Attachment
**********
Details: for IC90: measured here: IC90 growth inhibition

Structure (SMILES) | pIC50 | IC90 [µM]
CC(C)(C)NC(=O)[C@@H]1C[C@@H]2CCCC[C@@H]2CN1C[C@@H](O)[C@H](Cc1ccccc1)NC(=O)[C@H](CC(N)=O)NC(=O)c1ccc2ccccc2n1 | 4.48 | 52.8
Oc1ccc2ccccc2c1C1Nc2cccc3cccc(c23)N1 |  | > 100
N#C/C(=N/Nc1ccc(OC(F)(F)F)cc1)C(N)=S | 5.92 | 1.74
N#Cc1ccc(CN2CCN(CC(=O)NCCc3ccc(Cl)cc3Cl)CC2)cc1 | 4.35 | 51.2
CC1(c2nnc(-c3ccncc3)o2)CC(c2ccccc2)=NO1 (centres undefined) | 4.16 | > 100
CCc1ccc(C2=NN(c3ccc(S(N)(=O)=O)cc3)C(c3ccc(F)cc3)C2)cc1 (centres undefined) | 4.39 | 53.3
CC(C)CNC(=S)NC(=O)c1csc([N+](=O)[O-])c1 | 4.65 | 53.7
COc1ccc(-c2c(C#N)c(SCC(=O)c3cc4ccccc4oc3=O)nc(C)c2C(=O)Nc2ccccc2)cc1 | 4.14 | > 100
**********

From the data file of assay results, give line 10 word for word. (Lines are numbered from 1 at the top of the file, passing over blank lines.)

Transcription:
COc1ccc(-c2c(C#N)c(SCC(=O)c3cc4ccccc4oc3=O)nc(C)c2C(=O)Nc2ccccc2)cc1 | 4.14 | > 100